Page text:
On Wednesday, the Nebraska chapter of the American Civil Liberties Union (ACLU) filed a lawsuit to put an end to the human rights crisis in Nebraska’s prisons.
This is due to the horrific overcrowding and lack of basic health treatment for prisoners who desperately need it.
The poor access to basic health treatment has been to blame for a number of incidents such as the death of one prisoner who suffered a heart attack. This was after he was ignored for weeks while exhibiting clear symptoms. Another inmate went blind after being denied sufficient treatment for his diabetes. Additionally, prisoners with mental illnesses are often confined to solitary confinement, worsening their condition with an increased risk of self-mutilation and suicide.
Poor conditions within the prisons are often exacerbated by the dangerous condition which are a threat to inmates and staff. Within the past two years, four prisoners have died along with a number of injured staff members due to riots within the prisons. Moreover, one prisoner was killed by their inmate after the two were locked into an isolated cell together.
These issues are blamed on the stressed resources and severe overcrowding. Overall, The system is at close to 160% of its capacity, with four prisons at close to 200% of capacity and one at a shocking 302%. While overcrowding has been a constant issue for the past decade, the problem has become increasingly bad.
The situation might look bleak for many inmates, however, one startup is aiming to help prisons find a better life after prison with incredible results.
Defy Ventures is a nonprofit startup which aims to educate prisoners on business skills, using coaching from entrepreneurs so they have a better chance of obtaining jobs, starting business and making a positive impact on society. Due to a national recidivism rate of 76%, most parolees are rearrested within a year. However, Defy Ventures has reduced recidivism to an astonishing 3% with entrepreneur training.
The program can also be an eye opening experience for community leaders and entrepreneurs that volunteer as it gives them a chance to understand the inmates lives and perspectives while making a positive contribution. Moreover, the program has created 350 jobs across the country, including states such California, New York and New Jersey where the program also operates.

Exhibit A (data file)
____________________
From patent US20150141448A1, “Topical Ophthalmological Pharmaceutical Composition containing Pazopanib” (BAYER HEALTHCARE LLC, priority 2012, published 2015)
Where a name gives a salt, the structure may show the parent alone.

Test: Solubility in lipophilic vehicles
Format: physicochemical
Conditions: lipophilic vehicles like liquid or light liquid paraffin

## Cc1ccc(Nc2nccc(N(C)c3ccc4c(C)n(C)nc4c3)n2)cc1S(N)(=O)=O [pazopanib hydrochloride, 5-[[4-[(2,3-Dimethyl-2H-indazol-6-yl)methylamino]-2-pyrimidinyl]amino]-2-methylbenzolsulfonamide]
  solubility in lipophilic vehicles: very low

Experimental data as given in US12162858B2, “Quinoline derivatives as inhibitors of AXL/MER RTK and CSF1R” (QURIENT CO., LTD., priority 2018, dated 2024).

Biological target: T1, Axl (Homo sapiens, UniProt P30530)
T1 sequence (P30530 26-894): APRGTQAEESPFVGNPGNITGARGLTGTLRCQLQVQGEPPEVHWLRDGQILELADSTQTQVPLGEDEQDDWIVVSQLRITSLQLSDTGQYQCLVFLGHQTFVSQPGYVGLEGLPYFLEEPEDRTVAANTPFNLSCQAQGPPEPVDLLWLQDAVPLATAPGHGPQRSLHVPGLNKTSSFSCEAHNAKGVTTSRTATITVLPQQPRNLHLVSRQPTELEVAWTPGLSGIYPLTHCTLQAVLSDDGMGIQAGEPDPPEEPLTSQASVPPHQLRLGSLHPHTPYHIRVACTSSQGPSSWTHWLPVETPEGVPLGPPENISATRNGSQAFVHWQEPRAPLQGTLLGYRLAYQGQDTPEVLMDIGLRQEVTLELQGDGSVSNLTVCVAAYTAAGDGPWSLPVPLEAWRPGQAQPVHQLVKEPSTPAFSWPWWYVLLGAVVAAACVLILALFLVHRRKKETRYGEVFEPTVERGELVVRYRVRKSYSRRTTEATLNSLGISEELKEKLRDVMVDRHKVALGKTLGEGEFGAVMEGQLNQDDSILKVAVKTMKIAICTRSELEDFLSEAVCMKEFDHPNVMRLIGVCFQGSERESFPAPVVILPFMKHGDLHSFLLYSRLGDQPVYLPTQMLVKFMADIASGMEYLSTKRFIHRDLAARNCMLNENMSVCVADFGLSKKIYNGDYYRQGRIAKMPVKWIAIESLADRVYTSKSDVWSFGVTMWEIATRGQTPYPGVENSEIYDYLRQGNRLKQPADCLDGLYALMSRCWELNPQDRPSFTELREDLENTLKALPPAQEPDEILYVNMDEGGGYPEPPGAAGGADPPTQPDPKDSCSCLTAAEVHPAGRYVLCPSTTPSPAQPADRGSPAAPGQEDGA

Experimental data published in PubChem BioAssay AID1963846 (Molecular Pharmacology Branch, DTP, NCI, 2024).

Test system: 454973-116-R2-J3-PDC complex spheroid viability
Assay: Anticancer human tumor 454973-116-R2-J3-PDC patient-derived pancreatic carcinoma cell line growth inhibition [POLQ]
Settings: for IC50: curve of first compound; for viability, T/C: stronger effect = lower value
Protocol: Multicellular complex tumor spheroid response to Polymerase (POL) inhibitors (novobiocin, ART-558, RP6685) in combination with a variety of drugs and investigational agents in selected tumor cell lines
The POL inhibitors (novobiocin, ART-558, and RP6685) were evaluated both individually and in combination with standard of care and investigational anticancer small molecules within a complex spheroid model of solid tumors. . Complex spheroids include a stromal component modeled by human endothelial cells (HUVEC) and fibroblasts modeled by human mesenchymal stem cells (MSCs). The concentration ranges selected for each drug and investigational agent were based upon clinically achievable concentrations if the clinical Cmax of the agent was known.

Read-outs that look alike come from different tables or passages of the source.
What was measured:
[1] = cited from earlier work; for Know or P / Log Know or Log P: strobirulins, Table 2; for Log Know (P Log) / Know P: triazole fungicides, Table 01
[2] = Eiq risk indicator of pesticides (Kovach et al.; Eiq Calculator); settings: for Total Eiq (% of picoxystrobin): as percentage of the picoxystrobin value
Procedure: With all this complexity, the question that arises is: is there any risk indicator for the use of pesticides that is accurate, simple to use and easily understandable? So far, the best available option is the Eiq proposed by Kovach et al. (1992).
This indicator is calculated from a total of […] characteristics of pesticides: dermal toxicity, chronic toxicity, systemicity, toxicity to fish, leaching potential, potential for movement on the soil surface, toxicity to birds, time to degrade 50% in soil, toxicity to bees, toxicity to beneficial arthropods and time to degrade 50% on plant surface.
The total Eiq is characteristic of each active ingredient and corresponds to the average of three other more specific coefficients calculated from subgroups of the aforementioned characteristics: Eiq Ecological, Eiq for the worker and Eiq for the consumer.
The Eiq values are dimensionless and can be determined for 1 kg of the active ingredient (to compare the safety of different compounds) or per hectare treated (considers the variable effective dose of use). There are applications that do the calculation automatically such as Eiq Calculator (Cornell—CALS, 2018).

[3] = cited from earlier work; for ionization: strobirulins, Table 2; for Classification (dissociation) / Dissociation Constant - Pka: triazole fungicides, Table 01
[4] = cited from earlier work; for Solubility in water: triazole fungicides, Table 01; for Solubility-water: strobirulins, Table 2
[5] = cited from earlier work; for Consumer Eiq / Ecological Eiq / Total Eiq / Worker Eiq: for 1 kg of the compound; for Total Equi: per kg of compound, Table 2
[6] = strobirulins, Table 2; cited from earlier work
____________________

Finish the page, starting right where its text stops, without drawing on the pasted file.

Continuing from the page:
Defy Ventures focuses on identifying and sharpening the skills that participants already have to “put fast, legal money in their pockets,” as Founder Catherine Hoke puts it. Hoke was once a Wall Street analyst who discovered a passion for helping inmates turn their lives around when visiting a Texas prison. She found that former criminals possessed skills that could be utilized to succeed in legitimate businesses.
“A lot of people who have served time grew up in very tough circumstances that forced them to become natural-born hustlers,” Hoke said. “Many of them are really scrappy go-getters.” She also stated “We work with a lot of people who have committed very tough crimes,” adding that “Most of the people that we serve commit violent crimes, and we help them to transform their lives.”
Participants are chosen based on essays and behavior records. On average they work 20 hours a week in Defy classes, which also includes homework assignments, for six to nine months, varying depending on the prison. Overall, Defy has incubated more than 150 businesses conceived by 525 paroled alumni. On top of this the program has helped to fund their ideas, contributing more than $500,000 and connecting the ex-cons with angel investors once they’re out.
This program is has a fantastic ROI, which is excellent for the system which is currently under severe financial constraints. In Nebraska, it costs $36,000 to incarcerate a prisoner for 1 year. For one participant to take part in the Defy program it cost $500. As this heartwarming video demonstrates, this program is proving to have an incredible impact on inmates lives and their future. You can physically see the impact Defy has had on one participant who was close to tears at their graduation ceremony.
Earlier in June, roughly 60 inmates at the Tecumseh State Correctional Institution in Nebraska took part in a kick-off event for Defy Ventures. Despite the harsh reality that Nebraska’s prisons are in crisis, there is hope, as long as the country’s brightest minds continue to make an effort to transform the lives of inmates in these horrible conditions. While Defy is currently only in four states, the results of this program demonstrate that more can be done across the country to help shape these individuals into tomorrow’s entrepreneurs.